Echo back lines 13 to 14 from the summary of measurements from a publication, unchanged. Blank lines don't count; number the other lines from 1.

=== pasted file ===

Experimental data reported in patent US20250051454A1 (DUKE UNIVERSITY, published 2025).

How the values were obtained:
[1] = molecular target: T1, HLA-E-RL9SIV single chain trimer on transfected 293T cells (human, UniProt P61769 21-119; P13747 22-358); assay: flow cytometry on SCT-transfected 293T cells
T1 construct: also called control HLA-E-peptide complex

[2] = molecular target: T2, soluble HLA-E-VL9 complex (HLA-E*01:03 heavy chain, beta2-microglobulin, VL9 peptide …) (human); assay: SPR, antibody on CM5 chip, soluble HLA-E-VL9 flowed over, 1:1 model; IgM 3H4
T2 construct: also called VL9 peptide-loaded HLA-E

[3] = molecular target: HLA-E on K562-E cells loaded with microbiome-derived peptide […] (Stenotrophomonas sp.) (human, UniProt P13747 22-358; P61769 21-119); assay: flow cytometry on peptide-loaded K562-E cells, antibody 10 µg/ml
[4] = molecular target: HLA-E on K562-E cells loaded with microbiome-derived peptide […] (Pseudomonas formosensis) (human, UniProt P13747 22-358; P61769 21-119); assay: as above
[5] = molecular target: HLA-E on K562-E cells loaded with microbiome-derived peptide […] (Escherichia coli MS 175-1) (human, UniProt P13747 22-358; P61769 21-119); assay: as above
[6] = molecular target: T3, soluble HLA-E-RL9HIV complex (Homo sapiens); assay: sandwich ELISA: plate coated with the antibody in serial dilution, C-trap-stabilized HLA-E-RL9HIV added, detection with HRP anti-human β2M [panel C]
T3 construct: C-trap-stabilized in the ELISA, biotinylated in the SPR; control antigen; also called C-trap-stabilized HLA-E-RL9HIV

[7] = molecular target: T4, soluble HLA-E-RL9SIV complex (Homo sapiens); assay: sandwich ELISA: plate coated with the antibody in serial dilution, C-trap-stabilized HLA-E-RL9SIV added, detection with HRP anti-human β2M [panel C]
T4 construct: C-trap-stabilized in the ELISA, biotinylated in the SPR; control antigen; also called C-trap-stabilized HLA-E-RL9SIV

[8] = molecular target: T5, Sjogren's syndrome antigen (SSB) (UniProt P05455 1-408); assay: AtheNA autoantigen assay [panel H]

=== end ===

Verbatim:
T4 construct: C-trap-stabilized in the ELISA, biotinylated in the SPR; control antigen; also called C-trap-stabilized HLA-E-RL9SIV

[8] = molecular target: T5, Sjogren's syndrome antigen (SSB) (UniProt P05455 1-408); assay: AtheNA autoantigen assay [panel H]